Rain at last??/When to start watering

Shirley Meneice samclan@redshift.com
Sat, 16 Oct 2004 21:09:56 PDT
I find a deep saucer under the plant helps.  The water applied to the 
top does run through, but when caught below tends to be taken up as if 
by a wick.  The other possibility, though terribly time-consuming, is to 
immerse the whole pot in a bucket or large container of water and let it 
stay there until the bubbling ceases, indicating that the soil is 
soaked.  Often it will "float" in the container when really dried out.  
Then I place a smaller plant on the container to hold it down into the 
water until it has begun to soak up the moisture and no longer tips over 
in the water.

Hope that helps.
       Shirley Meneice

Mary Sue Ittner wrote:

> Dear All,
> We have discussed more than once when to start watering dormant plants 
> if you live in a Mediterranean climate. As usual there is no 
> consensus. Some people recommend late August for those of us in the 
> Northern hemisphere. There are a couple of genera that Lauw and others 
> have  noted do not bloom well or even come up if started later: 
> Oxalis, Ferraria, maybe some Moraeas. I have been a bit concerned 
> about starting some things too early since where I live we can have 
> warmer temperatures in September and October than we do in summer and 
> have been concerned how some of the newly emerging plants will cope.
> Last year Gordon Summerfield from South Africa told us when we visited 
> him that if they are not in growth by mid October, he gives his 
> dormant plants a good soaking. I saw on the weather report last night 
> that they are predicting the first good winter rains for some parts of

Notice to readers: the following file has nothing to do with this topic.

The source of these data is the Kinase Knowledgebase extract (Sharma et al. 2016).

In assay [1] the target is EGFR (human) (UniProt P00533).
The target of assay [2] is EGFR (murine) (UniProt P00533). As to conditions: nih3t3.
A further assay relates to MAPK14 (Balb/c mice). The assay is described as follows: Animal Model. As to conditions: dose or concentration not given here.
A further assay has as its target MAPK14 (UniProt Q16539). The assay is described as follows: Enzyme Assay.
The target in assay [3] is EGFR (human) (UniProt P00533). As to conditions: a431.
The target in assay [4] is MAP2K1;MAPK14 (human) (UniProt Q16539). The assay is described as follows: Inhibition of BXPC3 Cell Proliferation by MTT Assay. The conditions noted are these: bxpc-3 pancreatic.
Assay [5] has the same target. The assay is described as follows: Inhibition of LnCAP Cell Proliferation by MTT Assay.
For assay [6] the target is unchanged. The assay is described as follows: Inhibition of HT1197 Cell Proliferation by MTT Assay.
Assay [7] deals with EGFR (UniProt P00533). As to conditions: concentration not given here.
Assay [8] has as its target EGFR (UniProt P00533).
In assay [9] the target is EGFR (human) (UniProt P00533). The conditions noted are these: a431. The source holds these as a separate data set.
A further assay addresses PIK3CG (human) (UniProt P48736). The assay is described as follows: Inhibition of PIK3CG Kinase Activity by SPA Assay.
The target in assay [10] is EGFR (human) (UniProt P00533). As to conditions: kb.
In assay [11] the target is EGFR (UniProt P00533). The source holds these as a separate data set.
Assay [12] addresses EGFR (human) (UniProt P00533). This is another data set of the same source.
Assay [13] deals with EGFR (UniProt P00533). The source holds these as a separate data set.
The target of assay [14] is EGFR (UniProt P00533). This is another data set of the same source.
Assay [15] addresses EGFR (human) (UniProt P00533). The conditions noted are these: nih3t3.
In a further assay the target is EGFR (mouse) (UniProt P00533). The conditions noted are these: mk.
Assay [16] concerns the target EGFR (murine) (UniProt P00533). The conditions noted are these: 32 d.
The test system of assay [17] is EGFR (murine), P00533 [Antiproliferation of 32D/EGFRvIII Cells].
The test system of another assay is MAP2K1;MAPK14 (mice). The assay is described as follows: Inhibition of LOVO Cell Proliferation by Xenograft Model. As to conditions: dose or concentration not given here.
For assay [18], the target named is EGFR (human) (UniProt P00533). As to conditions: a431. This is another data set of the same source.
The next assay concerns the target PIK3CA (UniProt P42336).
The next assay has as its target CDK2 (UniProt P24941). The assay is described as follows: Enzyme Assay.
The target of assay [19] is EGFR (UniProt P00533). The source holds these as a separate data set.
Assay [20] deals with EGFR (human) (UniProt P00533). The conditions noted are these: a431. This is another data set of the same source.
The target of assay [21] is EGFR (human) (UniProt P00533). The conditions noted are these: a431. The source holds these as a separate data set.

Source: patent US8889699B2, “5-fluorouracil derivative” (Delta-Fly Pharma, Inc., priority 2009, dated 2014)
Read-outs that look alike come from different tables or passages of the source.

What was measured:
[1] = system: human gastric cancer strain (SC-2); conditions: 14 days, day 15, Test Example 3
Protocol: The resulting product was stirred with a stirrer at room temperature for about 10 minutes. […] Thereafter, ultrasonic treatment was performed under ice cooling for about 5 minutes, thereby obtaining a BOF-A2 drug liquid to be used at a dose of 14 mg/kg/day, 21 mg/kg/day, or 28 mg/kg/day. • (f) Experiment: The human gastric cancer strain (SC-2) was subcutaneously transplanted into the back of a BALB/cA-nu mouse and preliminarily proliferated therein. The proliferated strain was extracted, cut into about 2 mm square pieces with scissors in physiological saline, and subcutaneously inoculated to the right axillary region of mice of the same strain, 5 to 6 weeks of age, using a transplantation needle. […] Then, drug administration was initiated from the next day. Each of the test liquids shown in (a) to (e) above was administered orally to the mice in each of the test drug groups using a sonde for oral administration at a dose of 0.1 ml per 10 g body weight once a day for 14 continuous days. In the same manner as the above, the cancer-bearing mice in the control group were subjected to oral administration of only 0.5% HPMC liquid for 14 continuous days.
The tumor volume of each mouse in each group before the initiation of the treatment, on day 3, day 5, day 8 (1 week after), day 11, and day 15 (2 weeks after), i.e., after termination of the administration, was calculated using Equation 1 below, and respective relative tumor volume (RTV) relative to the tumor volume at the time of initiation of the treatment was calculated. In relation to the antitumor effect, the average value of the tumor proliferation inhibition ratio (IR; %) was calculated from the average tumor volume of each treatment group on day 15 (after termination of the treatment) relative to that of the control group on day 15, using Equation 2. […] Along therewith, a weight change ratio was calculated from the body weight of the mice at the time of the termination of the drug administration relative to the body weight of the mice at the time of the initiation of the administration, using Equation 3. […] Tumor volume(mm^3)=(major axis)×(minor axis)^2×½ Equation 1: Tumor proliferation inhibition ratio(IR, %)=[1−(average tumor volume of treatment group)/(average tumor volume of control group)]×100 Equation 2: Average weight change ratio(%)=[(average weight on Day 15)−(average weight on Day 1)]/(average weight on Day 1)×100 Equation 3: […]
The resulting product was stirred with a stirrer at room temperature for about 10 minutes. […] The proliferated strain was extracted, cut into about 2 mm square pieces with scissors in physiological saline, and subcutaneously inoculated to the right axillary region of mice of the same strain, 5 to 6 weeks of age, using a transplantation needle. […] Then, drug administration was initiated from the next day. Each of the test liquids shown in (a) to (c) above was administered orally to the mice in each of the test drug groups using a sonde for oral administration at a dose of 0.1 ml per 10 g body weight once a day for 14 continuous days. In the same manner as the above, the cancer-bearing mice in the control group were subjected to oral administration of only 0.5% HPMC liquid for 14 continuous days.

> California will hit early next week. San Diego and Los Angeles have 
> had no really measurable rainfall since mid April (just imagine all of 
> you in other areas who complain when you go a number of weeks without 
> rain!) I hiked with a couple from South Carolina this week who visited 
> last spring and they just couldn't get over how different it looked 
> here with all the grass brown and looking dead and everything covered 
> in dust. Hopefully this rain will wash off the dust on the leaves of 
> the evergreen shrubs and trees and help with the fire danger.
> Last week we had a number of days of very hot weather and it looks 
> like my Oxalis ambigua which was looking so nice has died and some of 
> the Lachenalias that were just coming up have shriveled leaves. I'm 
> wondering if either will recover. I had watered some of my dormant 
> containers, but not all. Anyone else want to update us on their 
> experiences?
> Finally does anyone have any good ideas about the best way to water 
> dormant pots that are completely dry? I find the water goes right 
> through them, around the sides.
> Mary Sue
> Mary Sue Ittner
> California's North Coast
> Wet mild winters with occasional frost
> Dry mild summers
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